How’s Your Draft Stock? Scouting Stauskas, Napier, Early, and More
With all the hype surround the upcoming NBA draft class, the NCAA tournament has been as much about scouting as it has been about simply enjoying the games. When Kansas lost, we heard as much about what it meant for Andrew Wiggins and Joel Embiid’s stock as we did about what it meant for the program in Lawrence. For as much as we care about what team advances, there’s plenty of attention being paid to who is helping or hurting their standing with NBA front offices.
With the Round of 16 just a day away, it’s a good time to take stock of a few of the more intriguing prospects we’ve been watching in the early rounds of the tournament. Putting the big names — Wiggins, Embiid, Jabari Parker — to the side, we wanted to spotlight eight less-heralded players who caught our attention this past weekend.
Nik Stauskas, Michigan ↑
Perhaps no player in the tournament (or at least on this list) has a chance to do more for his draft stock than Stauskas. He has become the driving force behind this Michigan team. Though his overall numbers aren’t that impressive — 9-of-21 from the field in two games for a 16-point average — Stauskas has continued to show off his versatile skill set. And the best part is, his team keeps winning. If the Wolverines continue to advance despite the absence of Mitch McGary, Stauskas will continue to climb up draft boards.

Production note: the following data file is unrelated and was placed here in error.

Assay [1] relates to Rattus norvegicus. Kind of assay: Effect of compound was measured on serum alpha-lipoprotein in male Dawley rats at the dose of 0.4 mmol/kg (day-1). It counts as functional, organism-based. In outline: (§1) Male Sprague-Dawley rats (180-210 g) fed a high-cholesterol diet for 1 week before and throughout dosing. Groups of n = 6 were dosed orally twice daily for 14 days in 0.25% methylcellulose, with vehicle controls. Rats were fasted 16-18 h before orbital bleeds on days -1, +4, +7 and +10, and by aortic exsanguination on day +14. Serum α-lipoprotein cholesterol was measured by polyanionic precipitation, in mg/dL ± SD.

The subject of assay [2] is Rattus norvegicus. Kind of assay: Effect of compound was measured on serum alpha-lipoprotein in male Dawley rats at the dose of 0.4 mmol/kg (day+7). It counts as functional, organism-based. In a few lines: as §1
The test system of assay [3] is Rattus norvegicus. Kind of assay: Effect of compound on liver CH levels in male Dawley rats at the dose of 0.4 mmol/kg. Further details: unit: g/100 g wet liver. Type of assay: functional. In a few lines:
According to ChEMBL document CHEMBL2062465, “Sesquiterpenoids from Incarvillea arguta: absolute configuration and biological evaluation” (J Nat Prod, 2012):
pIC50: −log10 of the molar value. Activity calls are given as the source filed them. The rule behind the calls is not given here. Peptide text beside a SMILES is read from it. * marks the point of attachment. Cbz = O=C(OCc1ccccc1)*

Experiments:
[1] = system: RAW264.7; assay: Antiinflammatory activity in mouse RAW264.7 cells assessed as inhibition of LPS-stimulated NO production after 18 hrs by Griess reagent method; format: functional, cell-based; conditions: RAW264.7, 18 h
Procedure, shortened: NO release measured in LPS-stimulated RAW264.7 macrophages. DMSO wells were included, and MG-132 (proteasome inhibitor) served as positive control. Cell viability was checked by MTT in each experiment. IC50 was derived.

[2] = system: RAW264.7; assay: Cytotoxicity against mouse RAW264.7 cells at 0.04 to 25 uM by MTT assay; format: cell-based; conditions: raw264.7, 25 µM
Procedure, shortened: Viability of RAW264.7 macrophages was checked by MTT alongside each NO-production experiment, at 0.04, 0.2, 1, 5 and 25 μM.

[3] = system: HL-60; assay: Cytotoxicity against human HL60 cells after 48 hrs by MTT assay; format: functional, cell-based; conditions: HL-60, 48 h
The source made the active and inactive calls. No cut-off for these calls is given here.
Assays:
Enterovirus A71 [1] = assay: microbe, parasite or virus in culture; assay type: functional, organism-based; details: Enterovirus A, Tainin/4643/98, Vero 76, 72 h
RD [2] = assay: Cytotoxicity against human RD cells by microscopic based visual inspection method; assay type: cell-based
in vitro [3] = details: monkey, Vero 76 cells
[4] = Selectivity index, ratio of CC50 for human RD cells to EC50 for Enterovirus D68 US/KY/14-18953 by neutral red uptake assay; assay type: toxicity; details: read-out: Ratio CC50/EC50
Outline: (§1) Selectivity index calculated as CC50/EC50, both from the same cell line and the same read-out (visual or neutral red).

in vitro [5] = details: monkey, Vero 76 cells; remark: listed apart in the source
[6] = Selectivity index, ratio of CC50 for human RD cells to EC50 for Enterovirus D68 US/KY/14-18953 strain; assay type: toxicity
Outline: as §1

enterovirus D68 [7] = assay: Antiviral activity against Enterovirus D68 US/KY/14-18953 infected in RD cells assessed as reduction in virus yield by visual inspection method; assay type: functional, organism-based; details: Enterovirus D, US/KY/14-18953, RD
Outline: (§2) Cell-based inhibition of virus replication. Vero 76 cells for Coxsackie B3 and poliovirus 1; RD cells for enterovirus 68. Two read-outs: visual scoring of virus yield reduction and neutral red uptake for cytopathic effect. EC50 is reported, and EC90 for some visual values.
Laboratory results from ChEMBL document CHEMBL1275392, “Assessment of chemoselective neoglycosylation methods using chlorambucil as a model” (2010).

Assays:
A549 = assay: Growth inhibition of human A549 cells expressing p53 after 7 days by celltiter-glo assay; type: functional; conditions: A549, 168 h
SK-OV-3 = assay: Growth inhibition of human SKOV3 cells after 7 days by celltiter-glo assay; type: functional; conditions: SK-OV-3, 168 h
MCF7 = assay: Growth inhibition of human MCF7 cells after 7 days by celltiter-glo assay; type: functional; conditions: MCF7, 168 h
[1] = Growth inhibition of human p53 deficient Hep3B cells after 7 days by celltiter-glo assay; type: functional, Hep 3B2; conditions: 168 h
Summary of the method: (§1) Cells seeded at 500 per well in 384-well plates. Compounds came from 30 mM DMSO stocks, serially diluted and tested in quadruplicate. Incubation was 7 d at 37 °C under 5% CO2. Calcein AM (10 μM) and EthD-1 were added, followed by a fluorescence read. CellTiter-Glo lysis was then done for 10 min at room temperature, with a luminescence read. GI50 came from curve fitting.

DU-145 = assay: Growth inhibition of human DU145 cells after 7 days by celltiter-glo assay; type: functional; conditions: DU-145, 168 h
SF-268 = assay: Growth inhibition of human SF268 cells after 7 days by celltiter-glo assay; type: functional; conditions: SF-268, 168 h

Adreian Payne, Michigan State ↑
Scoring 41 points in a college basketball game is a hard thing to do. Payne managed to accomplish the feat in the NCAA tournament. Though he followed his lights-out performance against Delaware with a pedestrian one against Harvard, there’s no doubting that he is firmly solidifying his status as a first-round pick. If Payne can continue to use his inside-out game to push Michigan State deeper into the tournament, starting with a Sweet 16 matchup against a stingy Virginia defense, NBA decision-makers are going to be more and more convinced that he has finally put it all together. A tough, physical big man who can score in the post and stretch the defense from 20-plus feet is a very valuable commodity in the pros. Just ask the Suns about Markieff Morris. And a potential Final Four matchup against Florida’s Patric Young would give Payne the opportunity to perhaps even boost himself into the late lottery.
Tyler Ennis, Syracuse ↓
Early in the season, Ennis drew praise from all corners for his clutch performances at the end of games. With a whole season behind him, though, Ennis’s poor performance against Dayton — 7-of-21 from the field, 0-of-5 from 3 — didn’t reveal any previously unknown shortcomings. The concerns about his ability to finish near the rim and consistently convert jumpers already existed before his last-second 3 clanged out against the Flyers. The loss to Dayton was just a reminder to NBA executives that, for all his alluring intangibles, Ennis has very real flaws in his game.
Dwight Powell, Stanford →